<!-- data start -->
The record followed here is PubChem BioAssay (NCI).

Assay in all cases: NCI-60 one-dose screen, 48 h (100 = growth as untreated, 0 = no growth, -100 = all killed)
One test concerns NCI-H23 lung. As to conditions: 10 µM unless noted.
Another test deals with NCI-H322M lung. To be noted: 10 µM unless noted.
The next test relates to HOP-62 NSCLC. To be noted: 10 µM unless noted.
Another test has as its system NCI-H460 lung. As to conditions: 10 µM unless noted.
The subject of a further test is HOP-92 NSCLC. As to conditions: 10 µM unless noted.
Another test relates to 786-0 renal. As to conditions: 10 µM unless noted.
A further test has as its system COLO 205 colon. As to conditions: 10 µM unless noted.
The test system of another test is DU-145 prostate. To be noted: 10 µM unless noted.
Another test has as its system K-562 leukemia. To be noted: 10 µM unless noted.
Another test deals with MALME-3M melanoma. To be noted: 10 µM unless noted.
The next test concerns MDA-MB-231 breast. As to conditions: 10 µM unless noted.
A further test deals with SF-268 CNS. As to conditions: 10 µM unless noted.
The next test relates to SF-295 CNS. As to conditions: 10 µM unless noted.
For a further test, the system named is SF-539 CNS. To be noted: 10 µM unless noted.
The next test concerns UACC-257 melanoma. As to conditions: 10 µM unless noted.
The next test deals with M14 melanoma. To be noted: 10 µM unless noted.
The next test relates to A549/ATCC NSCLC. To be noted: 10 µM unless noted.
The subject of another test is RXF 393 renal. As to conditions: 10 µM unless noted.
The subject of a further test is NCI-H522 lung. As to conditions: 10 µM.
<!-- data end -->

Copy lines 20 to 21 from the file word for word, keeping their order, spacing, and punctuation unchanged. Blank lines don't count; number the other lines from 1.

The subject of another test is RXF 393 renal. As to conditions: 10 µM unless noted.
The subject of a further test is NCI-H522 lung. As to conditions: 10 µM.